Changing seasons bring different adventures and challenges for any pet with access to the outdoors. While winter weather can be a welcome sight for some dogs and other pets, reducing the risk of overheating and introducing all the entertainment that comes with fresh snow, winter also brings certain hazards for pets that owners should be aware of.
With a little extra care and attention to the elements, you can help your pet enjoy the outdoors while protecting them from extreme cold and other health hazards they may come across during the winter season. Here’s a quick guide to protecting your pets and preventing dangerous situations in the coming months.
Do Dogs Get Cold in the Winter?
Even though dogs have hair or fur all over their bodies, they’re susceptible to cold the same way as humans. Each dog’s tolerance to the cold is determined first and foremost by their breed: a Siberian husky, for example, is much better equipped to stay warm in the cold than, say, a chihuahua.
No matter what the temperature, always watch your dog for shivering or other signs of being cold. Even in warmer temps, a number of factors—such as wind and rain—can drop your dog’s body temperature and create uncomfortable or even dangerous situations.
Can Dogs Get Sick From Cold Weather?
Can dogs handle cold weather? The answer is yes, sometimes—but that doesn’t mean there won’t be consequences for this cold exposure. Just like humans, prolonged exposure to the cold can weaken a dog’s immune system and make them sick. If you notice common signs of being cold, such as shivering or curling up to insulate themselves from the dog, it’s possible your dog is chilled enough that it raises the risk of an illness.
Severe exposure to cold can cause more serious illnesses resulting from that exposure. Pneumonia, hypothermia, and lethargy are all health complications that may develop after prolonged cold exposure that lowers your dog’s body temperature.
Can Dogs Be Outside in the Cold for Long Periods of Time?
In most cases, dogs can stay warm and comfortable when temperatures are above 45 degrees Fahrenheit. Below this temperature, they may need extra clothing and/or access to warm indoor temps. Many breeds struggle to stay warm when exposed to temperatures below 20 degrees Fahrenheit for any prolonged period of time, although huskies and other breeds may thrive in cooler conditions.
Veterinary experts recommend against taking your dog out in the extreme cold, other than for brief potty breaks, even if your dog’s breed is built for cold weather. This is because your dog may not be acclimated to those low temps, and may not weather the cold as well as a dog accustomed to extreme temperatures.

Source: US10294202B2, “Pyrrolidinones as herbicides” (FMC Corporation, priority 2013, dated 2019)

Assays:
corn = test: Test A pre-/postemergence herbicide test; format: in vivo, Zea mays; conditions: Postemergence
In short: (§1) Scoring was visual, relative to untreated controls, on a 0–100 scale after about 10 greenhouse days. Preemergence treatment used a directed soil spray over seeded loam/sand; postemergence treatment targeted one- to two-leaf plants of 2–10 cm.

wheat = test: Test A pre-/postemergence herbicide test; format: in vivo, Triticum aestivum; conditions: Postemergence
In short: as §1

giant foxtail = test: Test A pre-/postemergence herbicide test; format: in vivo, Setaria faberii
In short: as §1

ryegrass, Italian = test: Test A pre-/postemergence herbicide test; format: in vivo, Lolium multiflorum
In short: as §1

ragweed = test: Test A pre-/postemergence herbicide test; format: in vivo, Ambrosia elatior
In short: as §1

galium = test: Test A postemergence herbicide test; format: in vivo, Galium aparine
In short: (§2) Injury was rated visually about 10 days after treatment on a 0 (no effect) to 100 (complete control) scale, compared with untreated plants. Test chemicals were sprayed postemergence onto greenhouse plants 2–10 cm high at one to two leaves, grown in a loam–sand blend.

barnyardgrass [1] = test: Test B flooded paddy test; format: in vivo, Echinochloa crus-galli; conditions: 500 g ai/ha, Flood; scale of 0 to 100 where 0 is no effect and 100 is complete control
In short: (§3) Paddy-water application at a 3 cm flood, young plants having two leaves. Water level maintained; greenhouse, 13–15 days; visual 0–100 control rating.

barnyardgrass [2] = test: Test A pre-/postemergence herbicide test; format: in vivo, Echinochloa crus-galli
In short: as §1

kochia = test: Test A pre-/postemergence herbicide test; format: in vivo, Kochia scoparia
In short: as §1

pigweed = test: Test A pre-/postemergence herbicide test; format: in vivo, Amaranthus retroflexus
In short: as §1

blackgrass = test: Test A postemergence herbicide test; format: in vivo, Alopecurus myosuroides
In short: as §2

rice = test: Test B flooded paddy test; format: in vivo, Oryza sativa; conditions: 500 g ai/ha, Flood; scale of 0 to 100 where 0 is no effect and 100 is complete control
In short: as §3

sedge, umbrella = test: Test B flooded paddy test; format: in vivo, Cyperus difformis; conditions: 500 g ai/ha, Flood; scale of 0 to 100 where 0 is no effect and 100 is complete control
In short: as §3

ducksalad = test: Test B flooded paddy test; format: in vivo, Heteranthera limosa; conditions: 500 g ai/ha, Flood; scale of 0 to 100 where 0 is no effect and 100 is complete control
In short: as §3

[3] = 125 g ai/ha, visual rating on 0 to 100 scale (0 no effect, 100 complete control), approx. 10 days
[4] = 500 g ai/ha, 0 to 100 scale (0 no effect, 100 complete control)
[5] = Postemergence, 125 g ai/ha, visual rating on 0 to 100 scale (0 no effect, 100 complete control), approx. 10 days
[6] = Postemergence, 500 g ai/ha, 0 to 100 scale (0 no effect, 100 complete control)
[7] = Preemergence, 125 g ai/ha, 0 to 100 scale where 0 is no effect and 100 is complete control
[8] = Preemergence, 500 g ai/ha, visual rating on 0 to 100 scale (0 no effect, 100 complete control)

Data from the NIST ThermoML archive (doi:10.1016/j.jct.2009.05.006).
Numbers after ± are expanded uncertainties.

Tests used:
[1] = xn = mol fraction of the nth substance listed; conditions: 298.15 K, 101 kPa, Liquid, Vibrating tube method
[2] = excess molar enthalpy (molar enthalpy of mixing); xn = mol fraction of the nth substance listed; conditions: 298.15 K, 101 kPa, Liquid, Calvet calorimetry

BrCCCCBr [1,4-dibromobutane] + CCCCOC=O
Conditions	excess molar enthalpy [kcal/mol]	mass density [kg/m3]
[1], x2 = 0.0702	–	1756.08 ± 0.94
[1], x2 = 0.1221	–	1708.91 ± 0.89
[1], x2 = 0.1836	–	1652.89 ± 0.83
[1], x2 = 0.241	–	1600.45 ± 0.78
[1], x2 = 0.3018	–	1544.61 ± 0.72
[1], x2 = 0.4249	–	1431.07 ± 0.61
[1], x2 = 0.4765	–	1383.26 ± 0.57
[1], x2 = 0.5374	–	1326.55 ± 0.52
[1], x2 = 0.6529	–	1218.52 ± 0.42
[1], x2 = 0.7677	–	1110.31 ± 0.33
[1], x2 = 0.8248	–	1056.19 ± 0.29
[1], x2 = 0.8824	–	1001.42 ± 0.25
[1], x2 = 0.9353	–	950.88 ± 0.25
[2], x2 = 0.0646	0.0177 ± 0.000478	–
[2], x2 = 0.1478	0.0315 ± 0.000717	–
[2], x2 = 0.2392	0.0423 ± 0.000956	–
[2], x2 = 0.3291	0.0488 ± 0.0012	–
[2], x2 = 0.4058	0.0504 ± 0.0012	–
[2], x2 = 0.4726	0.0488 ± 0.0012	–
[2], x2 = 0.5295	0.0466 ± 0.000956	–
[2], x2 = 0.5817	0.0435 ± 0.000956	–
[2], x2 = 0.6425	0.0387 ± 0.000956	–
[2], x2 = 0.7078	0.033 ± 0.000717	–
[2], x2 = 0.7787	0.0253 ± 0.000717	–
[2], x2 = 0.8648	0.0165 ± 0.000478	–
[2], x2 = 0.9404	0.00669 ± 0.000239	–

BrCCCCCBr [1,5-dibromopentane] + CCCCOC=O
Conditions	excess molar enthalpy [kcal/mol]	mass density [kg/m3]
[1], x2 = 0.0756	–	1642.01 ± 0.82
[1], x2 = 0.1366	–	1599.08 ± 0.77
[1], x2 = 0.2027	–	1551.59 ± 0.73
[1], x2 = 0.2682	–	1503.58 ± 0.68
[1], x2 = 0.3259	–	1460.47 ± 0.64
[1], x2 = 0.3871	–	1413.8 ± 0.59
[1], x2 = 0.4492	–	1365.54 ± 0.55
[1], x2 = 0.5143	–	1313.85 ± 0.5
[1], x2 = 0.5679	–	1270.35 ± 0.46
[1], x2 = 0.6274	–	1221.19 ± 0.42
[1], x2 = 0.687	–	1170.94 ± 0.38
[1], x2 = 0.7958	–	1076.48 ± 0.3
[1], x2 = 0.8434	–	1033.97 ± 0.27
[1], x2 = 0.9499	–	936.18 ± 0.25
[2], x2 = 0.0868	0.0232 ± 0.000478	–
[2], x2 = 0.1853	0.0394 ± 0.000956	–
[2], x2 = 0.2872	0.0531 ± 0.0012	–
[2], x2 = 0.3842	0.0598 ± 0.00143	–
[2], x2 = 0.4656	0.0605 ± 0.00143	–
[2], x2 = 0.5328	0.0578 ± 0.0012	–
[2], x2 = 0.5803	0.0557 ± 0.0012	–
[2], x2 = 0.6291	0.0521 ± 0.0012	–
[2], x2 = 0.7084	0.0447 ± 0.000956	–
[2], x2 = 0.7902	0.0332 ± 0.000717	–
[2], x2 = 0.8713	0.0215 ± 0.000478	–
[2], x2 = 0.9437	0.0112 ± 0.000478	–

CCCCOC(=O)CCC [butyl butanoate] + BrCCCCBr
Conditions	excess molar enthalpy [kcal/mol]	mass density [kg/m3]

When in doubt, it’s always smart to err on the side of caution and minimize your dog’s exposure to the cold. You can also talk to your vet for breed-specific guidance on how to manage your dog’s exposure to cold weather.
When Do I Need to Bring Pets Inside?
By the time your dog starts to show signs of being cold, they’re already facing possible health risks. Ideally, pet owners should take a preventative approach and bring pets inside before signs and symptoms of cold exposure develop.
For example, you should consider bringing dogs inside when temperatures drop below 30 degrees Fahrenheit, or when rain, snow, high winds, or other elements create a dangerous environment. While many dogs love running and playing in the snow, dogs and snow can have an adversarial relationship since snow can cool their body faster—especially as it contacts their body, melts, and accelerates body heat loss.
If you notice classic signs of cold in your dogs, such as shivering, constant shifting or lifting of the paws, or a hunched or curled posture, bring them inside immediately and give them access to heat and insulating layers to warm their body quickly.
How to Care for a Dogs’ Paws in the Winter?
Winter can pose a safety risk to your dogs’ paws in several different ways. Not only does contact with the cold ground increase heat transfer and the risk of frostbite for your dogs’ feet, but icy surfaces can increase the risk of a cut. In addition, the salt and de-icing agents applied to sidewalks and streets can cause serious burns on paws.
Depending on the hazards your dog encounters, you can protect their paws with the following:
- Paw balm. A layer of balm applied to your dog’s paw will protect it from salt and even provide a little insulation. Reapply balm once you return home to promote healing from any salt exposure your dog suffered on the walk.
- Booties. Booties offer more rugged protection and an improved grip on slick surfaces. While some dogs may be resistant to wearing booties, they offer great protection from all elements and may be particularly beneficial for older dogs with weakened muscles and joints, and an increased risk of falling.
- Shorter walks. In very cold weather, shorter walks will minimize the risk of injury to your dog’s paws.
If you’re worried your pet is suffering from health issues resulting from exposure to the cold or other winter elements, contact your local vet’s office today.